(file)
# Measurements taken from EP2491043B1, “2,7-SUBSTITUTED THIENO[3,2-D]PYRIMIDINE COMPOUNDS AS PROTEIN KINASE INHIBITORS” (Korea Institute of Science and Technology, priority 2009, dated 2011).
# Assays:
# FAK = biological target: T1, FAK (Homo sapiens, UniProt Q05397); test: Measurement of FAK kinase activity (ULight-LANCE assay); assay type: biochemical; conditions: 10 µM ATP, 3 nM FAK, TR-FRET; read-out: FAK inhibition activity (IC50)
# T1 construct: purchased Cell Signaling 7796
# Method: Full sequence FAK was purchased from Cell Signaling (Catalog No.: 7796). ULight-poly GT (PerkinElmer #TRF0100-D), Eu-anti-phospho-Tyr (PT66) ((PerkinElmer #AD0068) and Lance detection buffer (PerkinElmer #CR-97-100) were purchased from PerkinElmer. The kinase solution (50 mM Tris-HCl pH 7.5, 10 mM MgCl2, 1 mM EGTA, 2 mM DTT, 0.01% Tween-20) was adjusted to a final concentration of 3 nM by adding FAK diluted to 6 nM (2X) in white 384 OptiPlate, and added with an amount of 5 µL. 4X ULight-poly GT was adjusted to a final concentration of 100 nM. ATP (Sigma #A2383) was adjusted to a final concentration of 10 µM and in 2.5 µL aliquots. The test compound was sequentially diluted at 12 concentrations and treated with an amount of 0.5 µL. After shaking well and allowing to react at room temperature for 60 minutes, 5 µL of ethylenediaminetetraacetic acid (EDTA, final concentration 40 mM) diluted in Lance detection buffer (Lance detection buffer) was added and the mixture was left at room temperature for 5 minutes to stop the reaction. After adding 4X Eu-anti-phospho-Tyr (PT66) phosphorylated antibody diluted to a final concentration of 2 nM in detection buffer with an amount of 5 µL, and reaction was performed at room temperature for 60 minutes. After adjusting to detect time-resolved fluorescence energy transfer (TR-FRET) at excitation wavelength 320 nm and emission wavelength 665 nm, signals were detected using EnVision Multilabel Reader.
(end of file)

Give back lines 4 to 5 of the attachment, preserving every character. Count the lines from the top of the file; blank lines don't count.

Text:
# T1 construct: purchased Cell Signaling 7796
# Method: Full sequence FAK was purchased from Cell Signaling (Catalog No.: 7796). ULight-poly GT (PerkinElmer #TRF0100-D), Eu-anti-phospho-Tyr (PT66) ((PerkinElmer #AD0068) and Lance detection buffer (PerkinElmer #CR-97-100) were purchased from PerkinElmer. The kinase solution (50 mM Tris-HCl pH 7.5, 10 mM MgCl2, 1 mM EGTA, 2 mM DTT, 0.01% Tween-20) was adjusted to a final concentration of 3 nM by adding FAK diluted to 6 nM (2X) in white 384 OptiPlate, and added with an amount of 5 µL. 4X ULight-poly GT was adjusted to a final concentration of 100 nM. ATP (Sigma #A2383) was adjusted to a final concentration of 10 µM and in 2.5 µL aliquots. The test compound was sequentially diluted at 12 concentrations and treated with an amount of 0.5 µL. After shaking well and allowing to react at room temperature for 60 minutes, 5 µL of ethylenediaminetetraacetic acid (EDTA, final concentration 40 mM) diluted in Lance detection buffer (Lance detection buffer) was added and the mixture was left at room temperature for 5 minutes to stop the reaction. After adding 4X Eu-anti-phospho-Tyr (PT66) phosphorylated antibody diluted to a final concentration of 2 nM in detection buffer with an amount of 5 µL, and reaction was performed at room temperature for 60 minutes. After adjusting to detect time-resolved fluorescence energy transfer (TR-FRET) at excitation wavelength 320 nm and emission wavelength 665 nm, signals were detected using EnVision Multilabel Reader.